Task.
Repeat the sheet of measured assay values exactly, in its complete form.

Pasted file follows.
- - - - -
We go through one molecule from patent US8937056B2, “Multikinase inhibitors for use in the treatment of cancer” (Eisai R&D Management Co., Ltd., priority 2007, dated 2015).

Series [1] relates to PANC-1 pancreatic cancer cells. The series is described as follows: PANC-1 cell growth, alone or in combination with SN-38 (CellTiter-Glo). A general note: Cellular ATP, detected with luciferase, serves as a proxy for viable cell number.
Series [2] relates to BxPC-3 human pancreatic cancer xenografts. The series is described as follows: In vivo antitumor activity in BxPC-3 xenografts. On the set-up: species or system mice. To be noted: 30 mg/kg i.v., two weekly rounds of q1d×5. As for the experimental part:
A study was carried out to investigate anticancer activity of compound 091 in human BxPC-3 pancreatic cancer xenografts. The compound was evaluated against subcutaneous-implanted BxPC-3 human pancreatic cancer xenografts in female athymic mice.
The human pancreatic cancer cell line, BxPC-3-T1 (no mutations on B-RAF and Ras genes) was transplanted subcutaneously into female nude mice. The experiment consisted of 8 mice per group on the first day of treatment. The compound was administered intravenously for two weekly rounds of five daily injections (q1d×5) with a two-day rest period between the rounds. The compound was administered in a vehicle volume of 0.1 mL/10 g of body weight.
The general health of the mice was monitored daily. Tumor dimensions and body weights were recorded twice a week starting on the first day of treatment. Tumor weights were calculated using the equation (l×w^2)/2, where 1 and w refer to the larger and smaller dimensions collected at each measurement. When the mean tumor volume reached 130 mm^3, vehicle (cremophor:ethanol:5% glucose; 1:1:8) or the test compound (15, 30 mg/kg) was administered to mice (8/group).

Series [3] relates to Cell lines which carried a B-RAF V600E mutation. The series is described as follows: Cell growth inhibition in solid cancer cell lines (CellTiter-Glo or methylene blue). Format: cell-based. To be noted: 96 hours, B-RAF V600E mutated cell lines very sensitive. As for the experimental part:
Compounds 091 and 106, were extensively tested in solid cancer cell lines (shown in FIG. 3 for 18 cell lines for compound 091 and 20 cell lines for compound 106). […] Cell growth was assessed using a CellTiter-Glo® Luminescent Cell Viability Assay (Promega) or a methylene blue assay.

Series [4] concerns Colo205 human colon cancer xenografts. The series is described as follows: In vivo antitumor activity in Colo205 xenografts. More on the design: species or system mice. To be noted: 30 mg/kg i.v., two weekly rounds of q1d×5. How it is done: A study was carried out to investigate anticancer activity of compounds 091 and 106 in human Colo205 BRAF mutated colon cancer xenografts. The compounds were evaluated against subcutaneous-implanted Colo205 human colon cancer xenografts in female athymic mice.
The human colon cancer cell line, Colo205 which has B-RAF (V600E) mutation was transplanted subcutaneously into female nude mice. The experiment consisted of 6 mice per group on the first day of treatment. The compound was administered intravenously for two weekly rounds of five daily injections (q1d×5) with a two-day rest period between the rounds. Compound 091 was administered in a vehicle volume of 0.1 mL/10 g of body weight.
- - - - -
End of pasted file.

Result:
We go through one molecule from patent US8937056B2, “Multikinase inhibitors for use in the treatment of cancer” (Eisai R&D Management Co., Ltd., priority 2007, dated 2015).

Series [1] relates to PANC-1 pancreatic cancer cells. The series is described as follows: PANC-1 cell growth, alone or in combination with SN-38 (CellTiter-Glo). A general note: Cellular ATP, detected with luciferase, serves as a proxy for viable cell number.
Series [2] relates to BxPC-3 human pancreatic cancer xenografts. The series is described as follows: In vivo antitumor activity in BxPC-3 xenografts. On the set-up: species or system mice. To be noted: 30 mg/kg i.v., two weekly rounds of q1d×5. As for the experimental part:
A study was carried out to investigate anticancer activity of compound 091 in human BxPC-3 pancreatic cancer xenografts. The compound was evaluated against subcutaneous-implanted BxPC-3 human pancreatic cancer xenografts in female athymic mice.
The human pancreatic cancer cell line, BxPC-3-T1 (no mutations on B-RAF and Ras genes) was transplanted subcutaneously into female nude mice. The experiment consisted of 8 mice per group on the first day of treatment. The compound was administered intravenously for two weekly rounds of five daily injections (q1d×5) with a two-day rest period between the rounds. The compound was administered in a vehicle volume of 0.1 mL/10 g of body weight.
The general health of the mice was monitored daily. Tumor dimensions and body weights were recorded twice a week starting on the first day of treatment. Tumor weights were calculated using the equation (l×w^2)/2, where 1 and w refer to the larger and smaller dimensions collected at each measurement. When the mean tumor volume reached 130 mm^3, vehicle (cremophor:ethanol:5% glucose; 1:1:8) or the test compound (15, 30 mg/kg) was administered to mice (8/group).

Series [3] relates to Cell lines which carried a B-RAF V600E mutation. The series is described as follows: Cell growth inhibition in solid cancer cell lines (CellTiter-Glo or methylene blue). Format: cell-based. To be noted: 96 hours, B-RAF V600E mutated cell lines very sensitive. As for the experimental part:
Compounds 091 and 106, were extensively tested in solid cancer cell lines (shown in FIG. 3 for 18 cell lines for compound 091 and 20 cell lines for compound 106). […] Cell growth was assessed using a CellTiter-Glo® Luminescent Cell Viability Assay (Promega) or a methylene blue assay.

Series [4] concerns Colo205 human colon cancer xenografts. The series is described as follows: In vivo antitumor activity in Colo205 xenografts. More on the design: species or system mice. To be noted: 30 mg/kg i.v., two weekly rounds of q1d×5. How it is done: A study was carried out to investigate anticancer activity of compounds 091 and 106 in human Colo205 BRAF mutated colon cancer xenografts. The compounds were evaluated against subcutaneous-implanted Colo205 human colon cancer xenografts in female athymic mice.
The human colon cancer cell line, Colo205 which has B-RAF (V600E) mutation was transplanted subcutaneously into female nude mice. The experiment consisted of 6 mice per group on the first day of treatment. The compound was administered intravenously for two weekly rounds of five daily injections (q1d×5) with a two-day rest period between the rounds. Compound 091 was administered in a vehicle volume of 0.1 mL/10 g of body weight.